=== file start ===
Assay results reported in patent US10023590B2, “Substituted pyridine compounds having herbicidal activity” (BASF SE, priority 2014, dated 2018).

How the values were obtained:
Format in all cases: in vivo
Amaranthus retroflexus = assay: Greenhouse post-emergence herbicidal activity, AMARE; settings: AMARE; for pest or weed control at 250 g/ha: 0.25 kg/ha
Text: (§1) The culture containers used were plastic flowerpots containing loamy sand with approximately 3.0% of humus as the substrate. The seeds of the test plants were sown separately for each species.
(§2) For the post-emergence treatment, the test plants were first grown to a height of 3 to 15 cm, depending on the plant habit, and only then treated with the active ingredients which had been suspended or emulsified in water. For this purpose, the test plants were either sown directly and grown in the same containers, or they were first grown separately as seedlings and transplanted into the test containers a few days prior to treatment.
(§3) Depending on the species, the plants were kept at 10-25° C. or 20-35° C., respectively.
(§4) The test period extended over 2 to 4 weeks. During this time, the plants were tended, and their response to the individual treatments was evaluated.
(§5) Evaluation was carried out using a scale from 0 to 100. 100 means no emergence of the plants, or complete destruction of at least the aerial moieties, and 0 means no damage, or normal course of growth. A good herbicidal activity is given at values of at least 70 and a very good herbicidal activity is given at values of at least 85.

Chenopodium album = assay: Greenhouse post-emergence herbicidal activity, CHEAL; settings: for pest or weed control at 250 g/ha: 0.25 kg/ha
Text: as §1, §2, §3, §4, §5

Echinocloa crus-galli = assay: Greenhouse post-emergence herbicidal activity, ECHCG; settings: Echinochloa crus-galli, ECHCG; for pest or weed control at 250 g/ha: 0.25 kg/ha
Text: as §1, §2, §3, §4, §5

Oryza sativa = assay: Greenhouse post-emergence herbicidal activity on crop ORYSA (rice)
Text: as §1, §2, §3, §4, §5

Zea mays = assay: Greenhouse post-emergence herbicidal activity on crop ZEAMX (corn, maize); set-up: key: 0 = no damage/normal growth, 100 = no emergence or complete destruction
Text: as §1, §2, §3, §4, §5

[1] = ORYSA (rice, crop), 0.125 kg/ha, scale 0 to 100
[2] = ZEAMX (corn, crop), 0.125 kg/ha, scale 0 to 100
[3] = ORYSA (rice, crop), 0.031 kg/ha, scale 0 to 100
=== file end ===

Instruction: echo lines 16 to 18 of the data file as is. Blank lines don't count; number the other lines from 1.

Zea mays = assay: Greenhouse post-emergence herbicidal activity on crop ZEAMX (corn, maize); set-up: key: 0 = no damage/normal growth, 100 = no emergence or complete destruction
Text: as §1, §2, §3, §4, §5

[1] = ORYSA (rice, crop), 0.125 kg/ha, scale 0 to 100